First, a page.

Transition Metals

Transition Metals

The d-block elements are found in between group 2 and group 3 in the periodic table. The highest electron energy sub-shell in these elements is a d sub-shell. A transition element is a d-block element that forms at least one ion with an incomplete d sub-shell.

Scandium and zinc are not transition metals as they are unable to generate ions with an incomplete d sub-shell.

Electron Configurations

Electron configurations show the arrangement of electrons in an atom of an element. The electron configuration for titanium is shown below:

$$ 1s^{2}~2s^{2}~2p^{6}~3s^{2}~3p^{6}~4s^{2}~3d^{2} $$

Normally, the $4s$ is completely filled before the $3d$ sub-shell. However for chromium and copper, the $4s$ sub-shell only contains one electron. The half filled d sub-shell in chromium and the full d sub-shell in copper results in a more stable configuration.

$$ Cr: 1s^{2}~2s^{2}~2p^{6}~3s^{2}~3p^{6}~4s^{1}~3d^{5} \\
Cu: 1s^{2}~2s^{2}~2p^{6}~3s^{2}~3p^{6}~4s^{1}~3d^{10} $$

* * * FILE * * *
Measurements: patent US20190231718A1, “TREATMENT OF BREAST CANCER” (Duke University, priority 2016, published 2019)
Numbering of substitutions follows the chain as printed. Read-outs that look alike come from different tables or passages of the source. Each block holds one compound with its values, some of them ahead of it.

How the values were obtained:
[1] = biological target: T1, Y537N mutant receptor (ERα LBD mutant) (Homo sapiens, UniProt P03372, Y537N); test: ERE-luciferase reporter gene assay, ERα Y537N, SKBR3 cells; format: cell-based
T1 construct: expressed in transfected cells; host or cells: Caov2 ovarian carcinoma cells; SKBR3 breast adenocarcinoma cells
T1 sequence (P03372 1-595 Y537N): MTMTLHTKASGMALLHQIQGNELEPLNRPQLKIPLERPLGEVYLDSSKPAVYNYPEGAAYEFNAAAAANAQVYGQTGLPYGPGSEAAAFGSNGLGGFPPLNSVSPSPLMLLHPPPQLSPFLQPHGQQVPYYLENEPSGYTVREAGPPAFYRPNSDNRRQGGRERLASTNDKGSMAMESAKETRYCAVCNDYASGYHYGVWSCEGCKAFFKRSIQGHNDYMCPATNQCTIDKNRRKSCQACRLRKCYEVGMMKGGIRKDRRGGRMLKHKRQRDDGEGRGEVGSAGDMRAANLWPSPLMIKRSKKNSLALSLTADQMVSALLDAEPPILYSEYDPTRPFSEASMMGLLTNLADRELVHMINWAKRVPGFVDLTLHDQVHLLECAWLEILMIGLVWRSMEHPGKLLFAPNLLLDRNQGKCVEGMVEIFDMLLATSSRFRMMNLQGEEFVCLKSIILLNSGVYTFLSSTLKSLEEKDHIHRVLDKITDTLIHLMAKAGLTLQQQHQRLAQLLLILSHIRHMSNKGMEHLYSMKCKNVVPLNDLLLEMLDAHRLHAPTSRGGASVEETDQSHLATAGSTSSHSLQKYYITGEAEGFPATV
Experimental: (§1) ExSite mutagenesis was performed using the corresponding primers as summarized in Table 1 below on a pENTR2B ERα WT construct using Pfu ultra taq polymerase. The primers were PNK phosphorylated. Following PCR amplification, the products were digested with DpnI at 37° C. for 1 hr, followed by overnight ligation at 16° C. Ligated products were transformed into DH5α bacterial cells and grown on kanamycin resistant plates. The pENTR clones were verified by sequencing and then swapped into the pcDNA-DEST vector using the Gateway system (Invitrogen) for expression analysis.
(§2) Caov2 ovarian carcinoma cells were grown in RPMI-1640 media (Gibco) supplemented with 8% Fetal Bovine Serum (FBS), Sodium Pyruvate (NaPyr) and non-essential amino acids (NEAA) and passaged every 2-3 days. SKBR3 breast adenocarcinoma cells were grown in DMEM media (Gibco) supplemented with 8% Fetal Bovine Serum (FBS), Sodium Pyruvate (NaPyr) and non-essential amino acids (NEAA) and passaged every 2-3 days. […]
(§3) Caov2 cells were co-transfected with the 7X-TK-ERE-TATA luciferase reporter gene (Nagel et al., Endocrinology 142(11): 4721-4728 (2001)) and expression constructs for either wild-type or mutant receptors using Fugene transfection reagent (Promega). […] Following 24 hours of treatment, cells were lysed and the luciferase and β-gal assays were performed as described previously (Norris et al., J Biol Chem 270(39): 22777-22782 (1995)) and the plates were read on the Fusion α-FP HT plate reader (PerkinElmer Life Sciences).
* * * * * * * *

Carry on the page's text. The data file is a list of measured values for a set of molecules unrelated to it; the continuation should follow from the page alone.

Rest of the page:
This arrangement has a greater stability as there is less repulsion between outer shell electrons. The $Cr$ has a half filled d sub-shell while $Cu$ has a totally filled d sub-shell.

Ions

Transition metals form ions by first losing electrons from the $4s$ sub-shell before the $3d$ sub-shell. This is because after the electrons occupy the orbitals, the $4s$ energy level rises to a higher energy level.

The electron configurations for $Fe^{3+}$ and $Fe$ are shown below:

$$ \eqalign{ Fe: &1s^{2}~2s^{2}~2p^{6}~3s^{2}~3p^{6}~4s^{2}~3d^{6} \\
Fe^{3+}: &1s^{2}~2s^{2}~2p^{6}~3s^{2}~3p^{6}~3d^{5}} $$

Transition Metal Properties

Catalysis

A catalyst is a substance that increases the rate of a reaction by lowering the activation energy. Transition metals are very effective catalysts:

Below are some examples of reactions where a transition metal acts as a catalyst:

Haber Process

The Haber process is used to make ammonia ($NH_{3}$), from hydrogen and nitrogen. The produced ammonia is often used for fertilisers.